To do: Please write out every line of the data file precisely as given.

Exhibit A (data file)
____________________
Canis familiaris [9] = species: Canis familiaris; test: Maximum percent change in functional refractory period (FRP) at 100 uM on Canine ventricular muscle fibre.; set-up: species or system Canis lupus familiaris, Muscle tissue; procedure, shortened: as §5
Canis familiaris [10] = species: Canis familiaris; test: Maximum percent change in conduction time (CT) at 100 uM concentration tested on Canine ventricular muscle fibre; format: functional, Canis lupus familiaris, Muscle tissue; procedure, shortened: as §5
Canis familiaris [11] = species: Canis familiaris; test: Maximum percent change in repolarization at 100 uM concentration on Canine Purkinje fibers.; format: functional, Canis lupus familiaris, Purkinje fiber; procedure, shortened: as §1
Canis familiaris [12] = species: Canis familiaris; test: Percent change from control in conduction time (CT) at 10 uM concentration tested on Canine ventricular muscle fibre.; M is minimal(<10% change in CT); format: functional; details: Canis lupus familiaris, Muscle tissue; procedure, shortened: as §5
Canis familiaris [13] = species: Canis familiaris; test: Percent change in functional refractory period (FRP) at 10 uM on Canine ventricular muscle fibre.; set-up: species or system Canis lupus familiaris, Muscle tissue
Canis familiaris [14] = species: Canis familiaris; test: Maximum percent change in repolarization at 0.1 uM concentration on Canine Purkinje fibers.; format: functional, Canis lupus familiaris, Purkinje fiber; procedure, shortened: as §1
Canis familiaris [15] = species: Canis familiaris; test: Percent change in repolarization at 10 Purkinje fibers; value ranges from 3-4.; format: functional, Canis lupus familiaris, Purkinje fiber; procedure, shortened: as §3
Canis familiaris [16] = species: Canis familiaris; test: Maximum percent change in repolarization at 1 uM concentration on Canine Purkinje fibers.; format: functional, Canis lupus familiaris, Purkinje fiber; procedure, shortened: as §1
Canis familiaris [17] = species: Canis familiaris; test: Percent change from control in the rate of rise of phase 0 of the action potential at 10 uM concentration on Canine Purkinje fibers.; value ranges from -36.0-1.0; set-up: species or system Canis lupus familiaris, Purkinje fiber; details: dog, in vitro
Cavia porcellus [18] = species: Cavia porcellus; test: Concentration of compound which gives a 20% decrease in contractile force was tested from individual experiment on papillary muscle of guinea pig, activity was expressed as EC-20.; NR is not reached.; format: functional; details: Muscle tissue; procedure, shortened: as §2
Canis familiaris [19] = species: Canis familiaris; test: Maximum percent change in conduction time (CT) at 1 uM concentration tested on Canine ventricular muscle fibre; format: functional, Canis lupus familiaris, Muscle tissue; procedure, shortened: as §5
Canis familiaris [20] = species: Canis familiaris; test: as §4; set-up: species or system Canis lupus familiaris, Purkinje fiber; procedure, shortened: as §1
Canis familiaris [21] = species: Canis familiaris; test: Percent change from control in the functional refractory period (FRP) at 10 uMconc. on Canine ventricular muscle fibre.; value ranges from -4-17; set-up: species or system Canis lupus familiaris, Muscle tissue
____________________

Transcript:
Canis familiaris [9] = species: Canis familiaris; test: Maximum percent change in functional refractory period (FRP) at 100 uM on Canine ventricular muscle fibre.; set-up: species or system Canis lupus familiaris, Muscle tissue; procedure, shortened: as §5
Canis familiaris [10] = species: Canis familiaris; test: Maximum percent change in conduction time (CT) at 100 uM concentration tested on Canine ventricular muscle fibre; format: functional, Canis lupus familiaris, Muscle tissue; procedure, shortened: as §5
Canis familiaris [11] = species: Canis familiaris; test: Maximum percent change in repolarization at 100 uM concentration on Canine Purkinje fibers.; format: functional, Canis lupus familiaris, Purkinje fiber; procedure, shortened: as §1
Canis familiaris [12] = species: Canis familiaris; test: Percent change from control in conduction time (CT) at 10 uM concentration tested on Canine ventricular muscle fibre.; M is minimal(<10% change in CT); format: functional; details: Canis lupus familiaris, Muscle tissue; procedure, shortened: as §5
Canis familiaris [13] = species: Canis familiaris; test: Percent change in functional refractory period (FRP) at 10 uM on Canine ventricular muscle fibre.; set-up: species or system Canis lupus familiaris, Muscle tissue
Canis familiaris [14] = species: Canis familiaris; test: Maximum percent change in repolarization at 0.1 uM concentration on Canine Purkinje fibers.; format: functional, Canis lupus familiaris, Purkinje fiber; procedure, shortened: as §1
Canis familiaris [15] = species: Canis familiaris; test: Percent change in repolarization at 10 Purkinje fibers; value ranges from 3-4.; format: functional, Canis lupus familiaris, Purkinje fiber; procedure, shortened: as §3
Canis familiaris [16] = species: Canis familiaris; test: Maximum percent change in repolarization at 1 uM concentration on Canine Purkinje fibers.; format: functional, Canis lupus familiaris, Purkinje fiber; procedure, shortened: as §1
Canis familiaris [17] = species: Canis familiaris; test: Percent change from control in the rate of rise of phase 0 of the action potential at 10 uM concentration on Canine Purkinje fibers.; value ranges from -36.0-1.0; set-up: species or system Canis lupus familiaris, Purkinje fiber; details: dog, in vitro
Cavia porcellus [18] = species: Cavia porcellus; test: Concentration of compound which gives a 20% decrease in contractile force was tested from individual experiment on papillary muscle of guinea pig, activity was expressed as EC-20.; NR is not reached.; format: functional; details: Muscle tissue; procedure, shortened: as §2
Canis familiaris [19] = species: Canis familiaris; test: Maximum percent change in conduction time (CT) at 1 uM concentration tested on Canine ventricular muscle fibre; format: functional, Canis lupus familiaris, Muscle tissue; procedure, shortened: as §5
Canis familiaris [20] = species: Canis familiaris; test: as §4; set-up: species or system Canis lupus familiaris, Purkinje fiber; procedure, shortened: as §1
Canis familiaris [21] = species: Canis familiaris; test: Percent change from control in the functional refractory period (FRP) at 10 uMconc. on Canine ventricular muscle fibre.; value ranges from -4-17; set-up: species or system Canis lupus familiaris, Muscle tissue